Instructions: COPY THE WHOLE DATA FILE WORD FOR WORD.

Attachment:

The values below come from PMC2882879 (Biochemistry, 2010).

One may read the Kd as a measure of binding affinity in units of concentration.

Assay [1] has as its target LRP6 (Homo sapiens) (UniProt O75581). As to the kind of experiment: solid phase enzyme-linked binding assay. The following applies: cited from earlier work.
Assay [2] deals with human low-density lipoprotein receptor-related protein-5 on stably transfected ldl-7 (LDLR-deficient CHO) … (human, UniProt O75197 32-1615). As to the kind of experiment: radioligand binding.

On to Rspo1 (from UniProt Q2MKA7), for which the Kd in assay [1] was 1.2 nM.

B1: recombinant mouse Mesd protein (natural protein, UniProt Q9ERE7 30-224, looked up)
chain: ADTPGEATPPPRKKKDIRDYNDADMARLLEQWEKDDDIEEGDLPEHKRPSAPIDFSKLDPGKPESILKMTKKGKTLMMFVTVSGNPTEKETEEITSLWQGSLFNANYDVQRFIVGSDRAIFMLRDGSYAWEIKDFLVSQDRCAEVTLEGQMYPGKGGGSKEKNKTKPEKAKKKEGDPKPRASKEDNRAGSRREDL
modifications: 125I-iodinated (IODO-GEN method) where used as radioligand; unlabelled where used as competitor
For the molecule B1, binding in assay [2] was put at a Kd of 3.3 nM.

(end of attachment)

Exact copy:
The values below come from PMC2882879 (Biochemistry, 2010).

One may read the Kd as a measure of binding affinity in units of concentration.

Assay [1] has as its target LRP6 (Homo sapiens) (UniProt O75581). As to the kind of experiment: solid phase enzyme-linked binding assay. The following applies: cited from earlier work.
Assay [2] deals with human low-density lipoprotein receptor-related protein-5 on stably transfected ldl-7 (LDLR-deficient CHO) … (human, UniProt O75197 32-1615). As to the kind of experiment: radioligand binding.

On to Rspo1 (from UniProt Q2MKA7), for which the Kd in assay [1] was 1.2 nM.

B1: recombinant mouse Mesd protein (natural protein, UniProt Q9ERE7 30-224, looked up)
chain: ADTPGEATPPPRKKKDIRDYNDADMARLLEQWEKDDDIEEGDLPEHKRPSAPIDFSKLDPGKPESILKMTKKGKTLMMFVTVSGNPTEKETEEITSLWQGSLFNANYDVQRFIVGSDRAIFMLRDGSYAWEIKDFLVSQDRCAEVTLEGQMYPGKGGGSKEKNKTKPEKAKKKEGDPKPRASKEDNRAGSRREDL
modifications: 125I-iodinated (IODO-GEN method) where used as radioligand; unlabelled where used as competitor
For the molecule B1, binding in assay [2] was put at a Kd of 3.3 nM.